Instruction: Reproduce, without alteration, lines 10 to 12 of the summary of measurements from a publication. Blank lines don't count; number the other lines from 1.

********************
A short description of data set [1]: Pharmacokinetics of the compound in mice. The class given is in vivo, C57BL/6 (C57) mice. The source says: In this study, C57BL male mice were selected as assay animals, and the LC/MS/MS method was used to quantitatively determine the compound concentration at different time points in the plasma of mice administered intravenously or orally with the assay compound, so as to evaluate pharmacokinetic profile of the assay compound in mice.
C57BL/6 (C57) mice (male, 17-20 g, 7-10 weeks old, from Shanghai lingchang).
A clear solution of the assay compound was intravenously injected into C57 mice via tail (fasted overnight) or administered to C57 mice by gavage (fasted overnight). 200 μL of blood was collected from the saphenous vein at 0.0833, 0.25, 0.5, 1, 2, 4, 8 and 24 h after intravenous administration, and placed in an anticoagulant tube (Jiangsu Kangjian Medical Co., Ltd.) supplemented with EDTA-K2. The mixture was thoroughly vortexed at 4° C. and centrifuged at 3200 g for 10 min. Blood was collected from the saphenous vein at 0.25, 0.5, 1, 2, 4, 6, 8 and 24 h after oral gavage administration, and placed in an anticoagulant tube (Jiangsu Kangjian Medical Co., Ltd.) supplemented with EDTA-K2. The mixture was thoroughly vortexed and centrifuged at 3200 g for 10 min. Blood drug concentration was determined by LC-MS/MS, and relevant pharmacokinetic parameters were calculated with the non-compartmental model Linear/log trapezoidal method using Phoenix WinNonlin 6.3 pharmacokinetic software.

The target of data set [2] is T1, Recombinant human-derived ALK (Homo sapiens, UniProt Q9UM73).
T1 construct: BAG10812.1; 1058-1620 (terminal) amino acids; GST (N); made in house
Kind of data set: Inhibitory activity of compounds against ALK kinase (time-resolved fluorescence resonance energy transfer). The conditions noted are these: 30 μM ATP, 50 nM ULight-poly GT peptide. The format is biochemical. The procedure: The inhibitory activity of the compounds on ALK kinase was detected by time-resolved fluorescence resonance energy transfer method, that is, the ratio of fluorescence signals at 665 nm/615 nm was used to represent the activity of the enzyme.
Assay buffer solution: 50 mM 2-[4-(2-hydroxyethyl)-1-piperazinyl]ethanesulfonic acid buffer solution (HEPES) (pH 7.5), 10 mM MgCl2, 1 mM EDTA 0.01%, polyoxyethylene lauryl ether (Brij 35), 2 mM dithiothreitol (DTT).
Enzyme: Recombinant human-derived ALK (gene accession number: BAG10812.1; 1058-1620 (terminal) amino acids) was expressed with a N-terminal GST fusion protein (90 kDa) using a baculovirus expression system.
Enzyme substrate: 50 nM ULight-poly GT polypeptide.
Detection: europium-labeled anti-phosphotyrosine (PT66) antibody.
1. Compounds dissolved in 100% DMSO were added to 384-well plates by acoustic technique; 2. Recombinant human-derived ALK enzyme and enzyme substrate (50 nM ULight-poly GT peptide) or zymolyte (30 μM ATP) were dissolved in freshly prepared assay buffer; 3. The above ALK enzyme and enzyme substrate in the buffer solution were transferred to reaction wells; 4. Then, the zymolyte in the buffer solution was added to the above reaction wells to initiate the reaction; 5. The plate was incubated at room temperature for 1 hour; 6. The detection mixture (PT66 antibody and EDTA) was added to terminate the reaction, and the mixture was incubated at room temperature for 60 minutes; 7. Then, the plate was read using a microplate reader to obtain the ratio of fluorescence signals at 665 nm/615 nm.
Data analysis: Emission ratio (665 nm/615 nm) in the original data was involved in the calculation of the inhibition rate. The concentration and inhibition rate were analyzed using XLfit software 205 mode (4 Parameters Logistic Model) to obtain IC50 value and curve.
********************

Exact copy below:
Detection: europium-labeled anti-phosphotyrosine (PT66) antibody.
1. Compounds dissolved in 100% DMSO were added to 384-well plates by acoustic technique; 2. Recombinant human-derived ALK enzyme and enzyme substrate (50 nM ULight-poly GT peptide) or zymolyte (30 μM ATP) were dissolved in freshly prepared assay buffer; 3. The above ALK enzyme and enzyme substrate in the buffer solution were transferred to reaction wells; 4. Then, the zymolyte in the buffer solution was added to the above reaction wells to initiate the reaction; 5. The plate was incubated at room temperature for 1 hour; 6. The detection mixture (PT66 antibody and EDTA) was added to terminate the reaction, and the mixture was incubated at room temperature for 60 minutes; 7. Then, the plate was read using a microplate reader to obtain the ratio of fluorescence signals at 665 nm/615 nm.
Data analysis: Emission ratio (665 nm/615 nm) in the original data was involved in the calculation of the inhibition rate. The concentration and inhibition rate were analyzed using XLfit software 205 mode (4 Parameters Logistic Model) to obtain IC50 value and curve.